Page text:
The stories were compiled by J.R. Campbell and Charles Prepolec, and I strongly recommend reading their introductions before proceeding to the stories themselves. These intro’s provide a very good background from which many of you will learn something new and useful ... I know I did.

As for the stories themselves, it should be no surprise that some appealed to me more than others ... although the general level is good, and I recommend them all. It’s just that some were less successful for me than others. One of those was Guy Adams’ and James Goss’ “Professor Challenger & the Crimson Wonder,” which is related to us in the form of a series of communications between the story’s characters. It’s not a bad idea ... it worked very well for Lawrence Sanders’ “The Anderson Tapes” ... but here, not so well. Still, though, I was intrigued enough to want to finish the story and find out how it ends .. it was just a little harder getting to that end.

Some stories that appealed to me more were those that captured – even in brief snippets – some of Doyle’s original story, and the exchanges between its characters. There are several with brief exchanges between Challenger and Edward Malone that display thr professors disdain for the ‘dim-wittedness’ of people in general, and the journalist’s public education in particular. Another was Stephen Volk’s “Shug Monkey,” which closes with an exchange between Challenger, Malone and Lord John Roxton that very much captured the spirit of an exchange between those same three characters in “The Lost World” ... a spirit of work to be done and adventures to continue.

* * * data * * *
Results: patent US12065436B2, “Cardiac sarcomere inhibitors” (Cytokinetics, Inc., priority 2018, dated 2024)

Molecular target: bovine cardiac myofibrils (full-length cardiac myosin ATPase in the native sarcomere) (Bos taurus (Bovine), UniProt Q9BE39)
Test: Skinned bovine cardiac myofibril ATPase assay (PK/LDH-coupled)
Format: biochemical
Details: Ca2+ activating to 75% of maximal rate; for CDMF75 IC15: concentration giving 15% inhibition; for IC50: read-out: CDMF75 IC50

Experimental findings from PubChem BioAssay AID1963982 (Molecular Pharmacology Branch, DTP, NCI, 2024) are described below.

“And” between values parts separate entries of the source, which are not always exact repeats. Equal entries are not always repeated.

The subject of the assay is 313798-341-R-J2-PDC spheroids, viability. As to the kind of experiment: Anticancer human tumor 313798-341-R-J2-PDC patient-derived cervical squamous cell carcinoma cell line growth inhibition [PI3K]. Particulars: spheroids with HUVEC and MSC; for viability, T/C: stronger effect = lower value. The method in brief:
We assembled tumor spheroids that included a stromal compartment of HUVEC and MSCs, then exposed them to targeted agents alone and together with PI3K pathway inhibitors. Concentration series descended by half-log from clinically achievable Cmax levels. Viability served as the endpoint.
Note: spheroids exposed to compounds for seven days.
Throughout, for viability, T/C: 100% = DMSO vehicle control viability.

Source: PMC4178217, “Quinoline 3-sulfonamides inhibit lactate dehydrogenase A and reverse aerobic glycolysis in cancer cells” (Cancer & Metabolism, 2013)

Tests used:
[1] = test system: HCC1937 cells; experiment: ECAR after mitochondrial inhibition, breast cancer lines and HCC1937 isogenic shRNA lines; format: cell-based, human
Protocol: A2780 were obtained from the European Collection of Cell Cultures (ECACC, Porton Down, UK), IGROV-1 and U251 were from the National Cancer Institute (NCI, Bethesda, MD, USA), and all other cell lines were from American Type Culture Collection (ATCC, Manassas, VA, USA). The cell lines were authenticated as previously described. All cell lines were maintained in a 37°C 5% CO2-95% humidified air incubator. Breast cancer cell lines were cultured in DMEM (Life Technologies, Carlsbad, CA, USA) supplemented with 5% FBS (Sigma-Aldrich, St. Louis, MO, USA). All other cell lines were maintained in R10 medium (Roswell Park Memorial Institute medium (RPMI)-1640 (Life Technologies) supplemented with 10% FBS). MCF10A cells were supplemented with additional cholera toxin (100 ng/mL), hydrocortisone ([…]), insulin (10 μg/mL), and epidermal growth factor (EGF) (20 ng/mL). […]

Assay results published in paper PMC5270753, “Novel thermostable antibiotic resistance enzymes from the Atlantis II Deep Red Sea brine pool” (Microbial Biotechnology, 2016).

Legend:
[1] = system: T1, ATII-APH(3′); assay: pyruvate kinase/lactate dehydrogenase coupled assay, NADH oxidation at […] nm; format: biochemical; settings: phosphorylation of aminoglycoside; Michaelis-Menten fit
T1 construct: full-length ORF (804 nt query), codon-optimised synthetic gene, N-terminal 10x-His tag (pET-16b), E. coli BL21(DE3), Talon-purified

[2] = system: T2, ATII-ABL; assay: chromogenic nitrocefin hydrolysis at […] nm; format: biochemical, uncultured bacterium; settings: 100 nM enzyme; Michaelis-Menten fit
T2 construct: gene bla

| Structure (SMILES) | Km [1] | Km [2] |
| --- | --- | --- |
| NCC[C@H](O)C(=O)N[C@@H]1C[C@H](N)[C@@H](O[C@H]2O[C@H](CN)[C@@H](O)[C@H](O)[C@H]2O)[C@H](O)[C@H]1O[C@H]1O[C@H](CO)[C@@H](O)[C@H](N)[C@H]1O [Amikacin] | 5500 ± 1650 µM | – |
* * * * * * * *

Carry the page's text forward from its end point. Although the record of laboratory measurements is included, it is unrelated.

More than a century has passed between the publication of these stories and thr novel that inspired them. So it should be no surprise that the passage of time and concurrent development of science and technology is reflected in the vocabulary. I have no problem with that. I also have no problem – welcome it, actually - with the stories including female characters of strength, intelligence and initiative who are allowed to do more than just scold the professor, or wail when said scolding leaves them set atop a high dresser.

My thanks to Campbell and Prepolec for assembling these stories ... and inspiring me to seek out and read the rest of Doyle’s stories of Professor Challenger. I recommend the - both this collection of stories, and the stories that inspired them - to you all.
__________

NOTE: I received a free e-copy of this work through LibraryThing in exchange for a review.
  JeffMcDonald | Sep 25, 2016 |
Sir Arthur Conan Doyle’s Professor George Edward Challenger has seen a resurgence in popularity. Professor Challenger: New Worlds, Lost Places is the latest addition to the growing body of work based on the belligerent Victorian genius with a big heart and a bigger ego. It’s not a bad anthology, but neither is it raising the bar for new Challenger stories. The problem is that Challenger is a complicated character, and much as writers focus on Sherlock Holmes haughtier superior intellect, there is a tendency to swell upon the abrasive elements of Challenger. I think all the stories merit inclusion in the anthology, but I disagree with the sequence in which the appear. The abrasiveness of Challenger would be far less in the foreground of readers’ perception if the first two stories were ensconced later in the contents. ( )